A multi-billion dollar bribery scandal at Petrobras has shaken the ruling Workers’ party and former president Lula da Silva
In Brazil’s hyper-consumerist society, people are accustomed to paying for everything in instalments, from fridges and televisions to silicon breast implants. But less commonly known is that even bribes to political parties can allegedly be paid parcelado, as the practice of paying in instalments is called.
That is what Augusto Ribeiro de Mendonça Neto, a former board member of oil and gas services company Toyo Setal, claimed in testimony in March. He alleges that he paid bribes to the ruling centre-left Workers’ party, or PT, between 2010 and 2013 in exchange for winning contracts with state-owned oil company, Petrobras.
The allegations form part of an investigation into a vast corruption scandal at Petrobras known as “car wash”. As part of the probe, Mr Mendonça told prosecutors that João Vaccari Neto, former PT treasurer, asked him to disguise the bribes as payments to a printing and advertising company named Editora Gráfica Atitude.
“The collaborator [Mr Mendonça] said payments made to Editora Gráfica Atitude by his companies, SOG/Setal, were in the order of R$2.5m ($822,440) [and] that these were made in monthly instalments,” prosecutors cited him as saying as part of a plea bargain. The allegations are in a court order authorising Mr Vaccari’s arrest in April.
Mr Mendonça’s account is one of a growing number alleging endemic corruption by the ruling party of President Dilma Rousseff and its coalition. The accusations — which are denied by Mr Vaccari and the PT — together with a gathering economic recession have thrown into crisis one of Latin America’s longest-serving ruling parties, and are threatening to reshape the political future of the continent’s largest country and most important economy.
So deep is the disenchantment — with critics accusing the PT of using Petrobras as a source of illicit funds to help it maintain power — that even the party’s most senior politician and foremost champion, Luiz Inácio Lula da Silva, the former president, is coming under direct fire for the first time. A preliminary investigation was opened this month to look at separate allegations that he has engaged in illegal influence peddling in his business dealings in Cuba and Africa.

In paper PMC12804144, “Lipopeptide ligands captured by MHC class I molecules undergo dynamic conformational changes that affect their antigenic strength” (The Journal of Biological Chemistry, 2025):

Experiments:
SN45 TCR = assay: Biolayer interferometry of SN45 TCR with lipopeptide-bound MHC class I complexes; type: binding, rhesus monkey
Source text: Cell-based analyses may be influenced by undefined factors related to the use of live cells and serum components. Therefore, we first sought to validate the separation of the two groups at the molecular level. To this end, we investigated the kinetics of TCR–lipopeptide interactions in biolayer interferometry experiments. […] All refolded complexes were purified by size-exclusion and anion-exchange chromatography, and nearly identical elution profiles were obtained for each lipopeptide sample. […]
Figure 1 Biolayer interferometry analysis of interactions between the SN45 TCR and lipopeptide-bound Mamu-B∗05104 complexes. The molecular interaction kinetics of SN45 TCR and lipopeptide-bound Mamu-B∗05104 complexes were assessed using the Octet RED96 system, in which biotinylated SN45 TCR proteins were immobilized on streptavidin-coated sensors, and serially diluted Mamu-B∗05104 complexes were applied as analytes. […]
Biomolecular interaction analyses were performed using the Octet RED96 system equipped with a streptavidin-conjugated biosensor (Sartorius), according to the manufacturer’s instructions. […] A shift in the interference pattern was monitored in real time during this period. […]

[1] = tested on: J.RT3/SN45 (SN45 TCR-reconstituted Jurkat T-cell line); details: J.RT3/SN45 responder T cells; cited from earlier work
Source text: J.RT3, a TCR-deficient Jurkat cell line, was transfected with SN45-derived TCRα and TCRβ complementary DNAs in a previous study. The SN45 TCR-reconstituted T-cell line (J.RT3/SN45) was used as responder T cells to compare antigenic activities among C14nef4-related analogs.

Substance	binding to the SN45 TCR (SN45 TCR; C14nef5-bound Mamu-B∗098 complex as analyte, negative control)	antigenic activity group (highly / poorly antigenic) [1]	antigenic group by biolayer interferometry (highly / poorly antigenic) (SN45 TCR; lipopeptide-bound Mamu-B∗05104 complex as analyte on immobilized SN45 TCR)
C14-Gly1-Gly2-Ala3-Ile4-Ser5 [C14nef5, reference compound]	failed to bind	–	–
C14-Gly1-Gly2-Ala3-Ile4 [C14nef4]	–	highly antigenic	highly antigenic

Mr Lula da Silva was one of the world’s most popular politicians when he left office after eight years in 2010. Yet this month he was subjected to a panelaço, a Latin American protest in which people bang pots and pans in their homes, when he appeared on TV to champion the PT’s stance on workers’ rights.
“Not in recent history has Lula faced anything like that panelaço,” says Fernando Schuler, professor at Insper in São Paulo. “Before, the difference was that these movements were against Dilma, now they are hitting Lula.”
One of the main sources of discontent with Mr Lula da Silva, Ms Rousseff and the PT are the problems at Petrobras, a company once regarded as a national champion for its prowess in deepwater oil exploration. Although not accused of direct involvement in corruption, Ms Rousseff was chairman when much of the wrongdoing took place and Mr Lula da Silva was president.
This week, Aldemir Bendine, the new head of Petrobras, attended an unusual event in Brasília. Hosted by the attorney general, Mr Bendine received on behalf of Petrobras R$157m in funds stolen by corrupt former executives that investigators had repatriated from Swiss bank accounts. The money was part of large sums diverted from Petrobras, some of which allegedly went to the PT and the ruling coalition.
“A day such as this, in which we have recovered the first sums lost through these practices, reinforces Petrobras on the path to overcoming this crisis,” Mr Bendine told the ceremony.